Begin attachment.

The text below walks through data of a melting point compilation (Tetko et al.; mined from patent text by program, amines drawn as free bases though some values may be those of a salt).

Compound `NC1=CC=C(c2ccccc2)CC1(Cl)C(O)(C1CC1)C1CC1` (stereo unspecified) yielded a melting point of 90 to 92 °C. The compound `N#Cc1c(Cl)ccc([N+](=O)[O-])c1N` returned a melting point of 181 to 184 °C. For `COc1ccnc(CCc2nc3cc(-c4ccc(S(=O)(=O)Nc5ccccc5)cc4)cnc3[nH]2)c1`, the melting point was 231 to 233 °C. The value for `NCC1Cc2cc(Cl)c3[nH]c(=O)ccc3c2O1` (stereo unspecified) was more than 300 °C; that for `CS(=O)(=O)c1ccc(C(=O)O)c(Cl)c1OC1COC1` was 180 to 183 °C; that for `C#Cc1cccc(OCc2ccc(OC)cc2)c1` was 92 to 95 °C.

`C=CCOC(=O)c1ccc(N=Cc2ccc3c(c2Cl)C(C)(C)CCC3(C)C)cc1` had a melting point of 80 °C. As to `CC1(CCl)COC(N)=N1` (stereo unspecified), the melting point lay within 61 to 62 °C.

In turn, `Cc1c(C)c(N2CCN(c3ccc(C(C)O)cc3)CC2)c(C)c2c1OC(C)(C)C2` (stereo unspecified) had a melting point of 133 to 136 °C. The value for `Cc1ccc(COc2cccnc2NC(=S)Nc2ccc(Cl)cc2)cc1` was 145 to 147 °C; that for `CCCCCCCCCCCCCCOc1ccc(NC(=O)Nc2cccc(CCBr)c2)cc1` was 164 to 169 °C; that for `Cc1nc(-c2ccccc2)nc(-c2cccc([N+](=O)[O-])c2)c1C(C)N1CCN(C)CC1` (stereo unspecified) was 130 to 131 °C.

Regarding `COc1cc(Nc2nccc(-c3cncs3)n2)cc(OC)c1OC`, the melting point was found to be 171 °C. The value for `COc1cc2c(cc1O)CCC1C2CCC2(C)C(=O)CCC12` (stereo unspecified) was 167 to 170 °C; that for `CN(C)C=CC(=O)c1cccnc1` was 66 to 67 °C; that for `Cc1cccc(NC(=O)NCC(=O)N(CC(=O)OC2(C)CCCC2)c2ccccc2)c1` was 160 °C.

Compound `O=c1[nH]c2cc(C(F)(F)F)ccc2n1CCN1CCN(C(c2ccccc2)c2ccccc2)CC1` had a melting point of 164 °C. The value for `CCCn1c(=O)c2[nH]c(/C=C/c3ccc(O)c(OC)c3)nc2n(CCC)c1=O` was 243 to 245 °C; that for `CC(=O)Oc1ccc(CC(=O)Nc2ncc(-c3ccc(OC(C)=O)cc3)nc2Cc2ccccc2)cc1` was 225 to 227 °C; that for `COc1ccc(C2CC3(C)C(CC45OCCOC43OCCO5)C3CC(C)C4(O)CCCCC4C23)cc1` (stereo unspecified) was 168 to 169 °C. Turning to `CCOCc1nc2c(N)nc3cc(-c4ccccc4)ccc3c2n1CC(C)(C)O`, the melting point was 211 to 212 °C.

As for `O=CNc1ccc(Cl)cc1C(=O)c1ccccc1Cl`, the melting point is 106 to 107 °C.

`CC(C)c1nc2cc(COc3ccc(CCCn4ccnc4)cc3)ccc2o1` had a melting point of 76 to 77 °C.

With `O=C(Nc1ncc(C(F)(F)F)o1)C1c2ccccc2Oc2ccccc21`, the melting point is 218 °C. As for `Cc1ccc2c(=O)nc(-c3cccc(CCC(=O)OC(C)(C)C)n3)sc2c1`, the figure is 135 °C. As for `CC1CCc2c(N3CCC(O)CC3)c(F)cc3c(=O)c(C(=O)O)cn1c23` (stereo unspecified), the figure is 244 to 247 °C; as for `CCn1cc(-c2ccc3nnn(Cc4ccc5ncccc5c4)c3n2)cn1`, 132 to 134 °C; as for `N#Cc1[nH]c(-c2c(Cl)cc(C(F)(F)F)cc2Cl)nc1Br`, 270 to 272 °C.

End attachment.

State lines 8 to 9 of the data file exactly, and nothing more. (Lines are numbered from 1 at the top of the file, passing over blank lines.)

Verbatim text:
`CC(C)c1nc2cc(COc3ccc(CCCn4ccnc4)cc3)ccc2o1` had a melting point of 76 to 77 °C.

With `O=C(Nc1ncc(C(F)(F)F)o1)C1c2ccccc2Oc2ccccc21`, the melting point is 218 °C. As for `Cc1ccc2c(=O)nc(-c3cccc(CCC(=O)OC(C)(C)C)n3)sc2c1`, the figure is 135 °C. As for `CC1CCc2c(N3CCC(O)CC3)c(F)cc3c(=O)c(C(=O)O)cn1c23` (stereo unspecified), the figure is 244 to 247 °C; as for `CCn1cc(-c2ccc3nnn(Cc4ccc5ncccc5c4)c3n2)cn1`, 132 to 134 °C; as for `N#Cc1[nH]c(-c2c(Cl)cc(C(F)(F)F)cc2Cl)nc1Br`, 270 to 272 °C.